By Ralph Thiele, December 21, 2021
Hybrid warfare has become a familiar phenomenon. But at a time of climate catastrophes and pandemics, booming technological innovation, geopolitical rivalry and a global reorganization of supply chains, hybrid scenarios below the threshold of war have gained enormous importance. While hybrid threats used to be the weapon of the weak, new technologies and their disruptive potential have made such attacks an effective, hitherto low-risk instrument of power – one that will foreseeably evolve into the gold standard in geopolitical confrontation.
Nobody has described hybrid warfare as aptly as General Valery Gerasimov, the Russian Chief of Defense Staff, who has called it “a clever combination of economic, secret service and many other non-military and military means [that] can transform a flourishing country into a chaotic torso in a short period of time.” As we have learned from Russia’s recent campaigns on NATO´s Eastern flank, hybrid aggressors employ their capabilities in pursuit of hybrid objectives both in and beyond traditional domains (i.e., air, land and sea) and new domains (i.e., space, cyber and the electromagnetic spectrum). The Kremlin aims at people, assets, critical infrastructure and, last but not least, the self-image and cohesion of entire states and societies.
New technologies such as 5G, artificial intelligence (AI), autonomous systems, cyber, quantum and space have had a catalytic effect on hybrid warfare. They improve the starting conditions for hybrid action, expand the arsenal of hybrid actors and thus help to increase the scope of their activities as well as their chances of success. New technologies offer offensive opportunities in particular. At the same time, new technological developments can provide options to better detect, understand, defend against and counter hybrid attacks. Most importantly, new technological trends increasingly make technology itself a “battleground” for hybrid confrontation. Against this backdrop, technology represents an additional domain and an opportunity for hybrid actors to expand the “battlefield” horizontally. The technological domain can even become the centre of gravity of a hybrid confrontation.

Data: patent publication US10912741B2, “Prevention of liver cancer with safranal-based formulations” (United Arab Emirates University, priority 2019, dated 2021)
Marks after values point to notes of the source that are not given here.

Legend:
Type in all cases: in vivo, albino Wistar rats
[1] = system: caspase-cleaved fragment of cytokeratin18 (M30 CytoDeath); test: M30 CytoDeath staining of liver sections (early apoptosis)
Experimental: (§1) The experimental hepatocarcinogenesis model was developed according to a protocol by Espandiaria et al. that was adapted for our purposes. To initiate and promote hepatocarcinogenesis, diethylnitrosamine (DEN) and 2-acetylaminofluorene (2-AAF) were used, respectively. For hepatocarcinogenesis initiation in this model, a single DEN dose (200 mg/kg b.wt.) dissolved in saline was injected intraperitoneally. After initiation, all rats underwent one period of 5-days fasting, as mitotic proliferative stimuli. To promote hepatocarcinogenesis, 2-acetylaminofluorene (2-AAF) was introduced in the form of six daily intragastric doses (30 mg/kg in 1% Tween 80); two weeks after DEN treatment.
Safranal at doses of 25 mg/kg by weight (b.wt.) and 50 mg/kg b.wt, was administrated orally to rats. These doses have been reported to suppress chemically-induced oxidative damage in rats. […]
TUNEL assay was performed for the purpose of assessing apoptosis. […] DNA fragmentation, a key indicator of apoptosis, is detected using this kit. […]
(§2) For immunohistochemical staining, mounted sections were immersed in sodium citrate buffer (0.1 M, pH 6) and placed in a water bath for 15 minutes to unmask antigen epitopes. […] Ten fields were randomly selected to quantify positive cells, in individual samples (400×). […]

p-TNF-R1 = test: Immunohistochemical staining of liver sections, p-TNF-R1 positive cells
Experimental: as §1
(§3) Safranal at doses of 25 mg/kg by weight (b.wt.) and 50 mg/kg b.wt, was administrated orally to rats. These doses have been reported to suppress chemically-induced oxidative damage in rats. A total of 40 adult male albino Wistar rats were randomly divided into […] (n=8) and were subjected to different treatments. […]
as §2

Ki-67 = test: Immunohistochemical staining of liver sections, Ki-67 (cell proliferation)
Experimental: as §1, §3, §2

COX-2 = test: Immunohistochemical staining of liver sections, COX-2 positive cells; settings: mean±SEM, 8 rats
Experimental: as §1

Here are a few examples:
In a malicious hybrid approach, Russia has targeted liberal democratic constitutional states through Belarus via an aggressive, artificially generated migration flow across the Polish and Lithuanian borders. The fierce disputes of the great migration crisis of 2015 are to be reanimated in a targeted manner and the political stability in the European Union is to be shaken. It can be seen how – fuelled by social media – the seeds are growing and the people who pull the cords in this campaign are being forgotten in the public eye. This approach also includes supporting radical political groups and fuelling unrest.
Information and communication infrastructure
Hybrid threats fuse industrial age techniques with cyber operations. They use a system of selected visible and clandestine actions, including social engineering, in which the attackers are almost invisible and the target is well-defined. The number and quality of Russian cyber-attacks have grown enormously. One cybersecurity alarm follows the next. The networks and servers of manufacturers, professional and private users, which are particularly endangered by Russian attacks, are only the tip of the iceberg. Spy software in national parliaments and security authorities, in critical infrastructures and weapon systems, give Russia enormous opportunities in economic and political disputes. State, state-sponsored and criminal perpetrators cavort in our networks. They explore, steal, falsify, coerce, and blackmail, as they look for access to research, industrial and state secrets, databases and private accounts.
Social networks and media